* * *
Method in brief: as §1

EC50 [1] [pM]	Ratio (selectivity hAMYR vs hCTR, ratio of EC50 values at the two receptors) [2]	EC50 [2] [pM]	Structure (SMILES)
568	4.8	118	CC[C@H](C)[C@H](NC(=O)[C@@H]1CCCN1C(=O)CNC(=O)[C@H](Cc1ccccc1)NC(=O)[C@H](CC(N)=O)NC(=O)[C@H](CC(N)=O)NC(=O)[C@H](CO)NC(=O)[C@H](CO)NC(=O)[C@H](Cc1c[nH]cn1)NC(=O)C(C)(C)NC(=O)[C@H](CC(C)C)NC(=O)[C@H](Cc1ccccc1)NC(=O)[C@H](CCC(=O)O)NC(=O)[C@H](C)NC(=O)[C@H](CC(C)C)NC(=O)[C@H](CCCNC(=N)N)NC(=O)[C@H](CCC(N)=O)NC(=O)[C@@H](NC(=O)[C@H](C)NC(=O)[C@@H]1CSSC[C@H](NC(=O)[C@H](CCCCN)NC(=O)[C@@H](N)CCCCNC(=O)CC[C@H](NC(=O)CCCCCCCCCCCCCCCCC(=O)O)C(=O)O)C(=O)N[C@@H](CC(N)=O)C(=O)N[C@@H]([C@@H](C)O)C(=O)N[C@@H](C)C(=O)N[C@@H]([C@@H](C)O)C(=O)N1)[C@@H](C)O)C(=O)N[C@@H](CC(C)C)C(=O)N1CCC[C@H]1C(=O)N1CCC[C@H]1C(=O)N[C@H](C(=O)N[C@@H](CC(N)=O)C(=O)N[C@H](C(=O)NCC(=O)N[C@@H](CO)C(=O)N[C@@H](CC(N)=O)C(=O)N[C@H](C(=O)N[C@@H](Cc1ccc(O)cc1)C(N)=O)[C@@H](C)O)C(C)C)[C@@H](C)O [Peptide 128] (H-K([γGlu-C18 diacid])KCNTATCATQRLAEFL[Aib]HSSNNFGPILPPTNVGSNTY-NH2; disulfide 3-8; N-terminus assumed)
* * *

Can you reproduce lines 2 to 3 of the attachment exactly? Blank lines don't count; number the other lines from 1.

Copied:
EC50 [1] [pM]	Ratio (selectivity hAMYR vs hCTR, ratio of EC50 values at the two receptors) [2]	EC50 [2] [pM]	Structure (SMILES)
568	4.8	118	CC[C@H](C)[C@H](NC(=O)[C@@H]1CCCN1C(=O)CNC(=O)[C@H](Cc1ccccc1)NC(=O)[C@H](CC(N)=O)NC(=O)[C@H](CC(N)=O)NC(=O)[C@H](CO)NC(=O)[C@H](CO)NC(=O)[C@H](Cc1c[nH]cn1)NC(=O)C(C)(C)NC(=O)[C@H](CC(C)C)NC(=O)[C@H](Cc1ccccc1)NC(=O)[C@H](CCC(=O)O)NC(=O)[C@H](C)NC(=O)[C@H](CC(C)C)NC(=O)[C@H](CCCNC(=N)N)NC(=O)[C@H](CCC(N)=O)NC(=O)[C@@H](NC(=O)[C@H](C)NC(=O)[C@@H]1CSSC[C@H](NC(=O)[C@H](CCCCN)NC(=O)[C@@H](N)CCCCNC(=O)CC[C@H](NC(=O)CCCCCCCCCCCCCCCCC(=O)O)C(=O)O)C(=O)N[C@@H](CC(N)=O)C(=O)N[C@@H]([C@@H](C)O)C(=O)N[C@@H](C)C(=O)N[C@@H]([C@@H](C)O)C(=O)N1)[C@@H](C)O)C(=O)N[C@@H](CC(C)C)C(=O)N1CCC[C@H]1C(=O)N1CCC[C@H]1C(=O)N[C@H](C(=O)N[C@@H](CC(N)=O)C(=O)N[C@H](C(=O)NCC(=O)N[C@@H](CO)C(=O)N[C@@H](CC(N)=O)C(=O)N[C@H](C(=O)N[C@@H](Cc1ccc(O)cc1)C(N)=O)[C@@H](C)O)C(C)C)[C@@H](C)O [Peptide 128] (H-K([γGlu-C18 diacid])KCNTATCATQRLAEFL[Aib]HSSNNFGPILPPTNVGSNTY-NH2; disulfide 3-8; N-terminus assumed)